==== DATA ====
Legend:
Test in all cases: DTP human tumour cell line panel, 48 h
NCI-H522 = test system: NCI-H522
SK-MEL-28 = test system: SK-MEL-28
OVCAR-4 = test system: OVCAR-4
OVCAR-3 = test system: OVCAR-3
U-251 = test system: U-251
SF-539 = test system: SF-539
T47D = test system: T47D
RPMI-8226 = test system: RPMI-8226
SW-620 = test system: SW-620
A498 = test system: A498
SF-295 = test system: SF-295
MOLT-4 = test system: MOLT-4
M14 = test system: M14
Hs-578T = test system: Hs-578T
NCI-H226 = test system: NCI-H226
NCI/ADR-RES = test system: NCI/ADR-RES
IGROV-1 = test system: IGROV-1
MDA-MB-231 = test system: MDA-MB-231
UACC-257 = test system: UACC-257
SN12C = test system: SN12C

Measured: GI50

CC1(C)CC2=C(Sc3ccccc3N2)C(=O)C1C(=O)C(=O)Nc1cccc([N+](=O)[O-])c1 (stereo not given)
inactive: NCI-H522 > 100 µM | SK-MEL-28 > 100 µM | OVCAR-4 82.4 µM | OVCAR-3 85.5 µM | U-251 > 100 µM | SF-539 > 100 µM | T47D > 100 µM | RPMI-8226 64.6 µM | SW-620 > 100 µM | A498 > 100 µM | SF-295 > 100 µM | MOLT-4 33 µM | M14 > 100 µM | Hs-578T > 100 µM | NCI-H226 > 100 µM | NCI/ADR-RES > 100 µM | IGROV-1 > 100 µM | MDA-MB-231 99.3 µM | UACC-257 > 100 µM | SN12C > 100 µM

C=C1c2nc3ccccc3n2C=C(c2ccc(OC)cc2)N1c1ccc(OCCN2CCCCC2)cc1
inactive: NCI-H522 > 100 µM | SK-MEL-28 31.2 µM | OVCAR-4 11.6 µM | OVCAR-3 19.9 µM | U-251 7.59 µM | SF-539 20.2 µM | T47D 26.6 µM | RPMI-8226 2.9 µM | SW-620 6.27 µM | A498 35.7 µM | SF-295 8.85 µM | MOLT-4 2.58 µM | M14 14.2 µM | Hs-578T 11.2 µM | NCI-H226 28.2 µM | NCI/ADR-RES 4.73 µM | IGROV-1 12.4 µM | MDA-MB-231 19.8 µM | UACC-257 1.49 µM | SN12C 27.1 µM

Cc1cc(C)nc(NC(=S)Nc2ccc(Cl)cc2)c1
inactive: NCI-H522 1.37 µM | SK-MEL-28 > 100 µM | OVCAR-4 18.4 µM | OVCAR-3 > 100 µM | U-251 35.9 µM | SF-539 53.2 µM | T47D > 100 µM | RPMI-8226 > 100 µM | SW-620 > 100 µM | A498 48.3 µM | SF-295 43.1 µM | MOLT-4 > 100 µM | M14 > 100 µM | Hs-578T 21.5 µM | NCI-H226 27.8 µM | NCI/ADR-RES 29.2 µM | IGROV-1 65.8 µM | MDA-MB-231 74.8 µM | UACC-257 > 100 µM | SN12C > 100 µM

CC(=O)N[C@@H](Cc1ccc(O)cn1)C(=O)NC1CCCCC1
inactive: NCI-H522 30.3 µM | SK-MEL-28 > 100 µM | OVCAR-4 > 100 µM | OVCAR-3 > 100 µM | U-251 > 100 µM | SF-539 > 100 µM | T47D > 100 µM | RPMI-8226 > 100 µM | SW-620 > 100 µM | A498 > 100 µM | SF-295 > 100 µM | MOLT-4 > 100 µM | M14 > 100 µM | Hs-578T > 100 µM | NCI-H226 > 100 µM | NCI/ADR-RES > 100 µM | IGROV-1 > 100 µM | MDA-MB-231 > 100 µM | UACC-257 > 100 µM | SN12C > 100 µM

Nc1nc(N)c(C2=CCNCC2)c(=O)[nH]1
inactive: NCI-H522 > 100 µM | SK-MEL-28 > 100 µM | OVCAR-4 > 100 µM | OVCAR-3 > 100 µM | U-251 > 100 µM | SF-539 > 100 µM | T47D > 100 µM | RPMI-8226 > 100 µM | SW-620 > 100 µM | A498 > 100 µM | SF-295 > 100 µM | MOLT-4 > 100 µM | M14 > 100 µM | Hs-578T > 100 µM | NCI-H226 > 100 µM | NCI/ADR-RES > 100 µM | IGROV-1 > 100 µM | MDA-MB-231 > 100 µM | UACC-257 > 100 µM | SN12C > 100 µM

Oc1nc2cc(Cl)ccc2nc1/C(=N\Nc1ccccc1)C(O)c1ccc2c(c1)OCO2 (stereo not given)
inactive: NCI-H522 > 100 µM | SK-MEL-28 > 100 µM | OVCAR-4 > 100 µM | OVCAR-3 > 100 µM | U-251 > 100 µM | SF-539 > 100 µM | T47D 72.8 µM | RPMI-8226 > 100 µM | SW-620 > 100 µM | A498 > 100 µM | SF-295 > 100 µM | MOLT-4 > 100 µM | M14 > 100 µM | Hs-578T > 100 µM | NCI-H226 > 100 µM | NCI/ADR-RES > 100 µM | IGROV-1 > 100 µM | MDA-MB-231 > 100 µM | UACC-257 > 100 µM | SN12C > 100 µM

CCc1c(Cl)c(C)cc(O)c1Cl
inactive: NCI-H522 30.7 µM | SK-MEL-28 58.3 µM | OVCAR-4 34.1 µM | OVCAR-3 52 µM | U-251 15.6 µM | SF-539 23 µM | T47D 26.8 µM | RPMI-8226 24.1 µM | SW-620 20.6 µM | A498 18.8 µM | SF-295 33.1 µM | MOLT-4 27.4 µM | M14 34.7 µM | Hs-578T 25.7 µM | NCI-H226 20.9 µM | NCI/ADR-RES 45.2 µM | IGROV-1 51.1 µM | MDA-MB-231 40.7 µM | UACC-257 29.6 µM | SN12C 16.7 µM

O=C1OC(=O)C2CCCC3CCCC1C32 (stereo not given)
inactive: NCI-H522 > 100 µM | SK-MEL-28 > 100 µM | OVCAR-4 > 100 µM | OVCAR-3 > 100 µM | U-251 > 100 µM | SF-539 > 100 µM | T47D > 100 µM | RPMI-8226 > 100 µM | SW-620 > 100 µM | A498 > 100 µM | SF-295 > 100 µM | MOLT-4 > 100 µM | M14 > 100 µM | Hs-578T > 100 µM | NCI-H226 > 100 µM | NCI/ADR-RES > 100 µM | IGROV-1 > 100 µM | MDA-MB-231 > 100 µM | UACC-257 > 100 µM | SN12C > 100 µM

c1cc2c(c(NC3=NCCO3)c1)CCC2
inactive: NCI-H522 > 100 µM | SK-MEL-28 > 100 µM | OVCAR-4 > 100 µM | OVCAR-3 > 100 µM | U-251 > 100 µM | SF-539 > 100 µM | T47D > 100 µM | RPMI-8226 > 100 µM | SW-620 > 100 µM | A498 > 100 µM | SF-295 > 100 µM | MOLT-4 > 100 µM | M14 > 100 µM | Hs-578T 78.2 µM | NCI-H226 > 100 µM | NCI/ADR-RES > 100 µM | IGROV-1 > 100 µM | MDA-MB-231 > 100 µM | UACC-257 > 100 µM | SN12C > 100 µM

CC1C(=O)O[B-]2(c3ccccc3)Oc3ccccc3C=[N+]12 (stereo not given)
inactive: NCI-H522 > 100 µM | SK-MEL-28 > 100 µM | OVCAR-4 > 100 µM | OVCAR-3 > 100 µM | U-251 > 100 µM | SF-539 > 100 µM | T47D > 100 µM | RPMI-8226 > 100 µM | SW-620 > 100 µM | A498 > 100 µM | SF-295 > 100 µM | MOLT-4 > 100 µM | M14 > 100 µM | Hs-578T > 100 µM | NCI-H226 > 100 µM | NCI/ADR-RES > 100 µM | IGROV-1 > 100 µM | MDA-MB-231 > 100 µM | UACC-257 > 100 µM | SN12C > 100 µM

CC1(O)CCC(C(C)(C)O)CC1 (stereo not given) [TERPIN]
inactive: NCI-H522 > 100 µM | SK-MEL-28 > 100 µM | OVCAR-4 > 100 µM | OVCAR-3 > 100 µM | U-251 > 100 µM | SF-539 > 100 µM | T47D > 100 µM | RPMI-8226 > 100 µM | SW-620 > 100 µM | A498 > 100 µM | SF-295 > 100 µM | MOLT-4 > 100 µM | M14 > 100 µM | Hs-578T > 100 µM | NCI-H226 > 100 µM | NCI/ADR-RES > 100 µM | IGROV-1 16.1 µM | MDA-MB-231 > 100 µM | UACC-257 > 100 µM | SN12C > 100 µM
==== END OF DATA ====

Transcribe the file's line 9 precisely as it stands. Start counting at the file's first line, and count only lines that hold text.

T47D = test system: T47D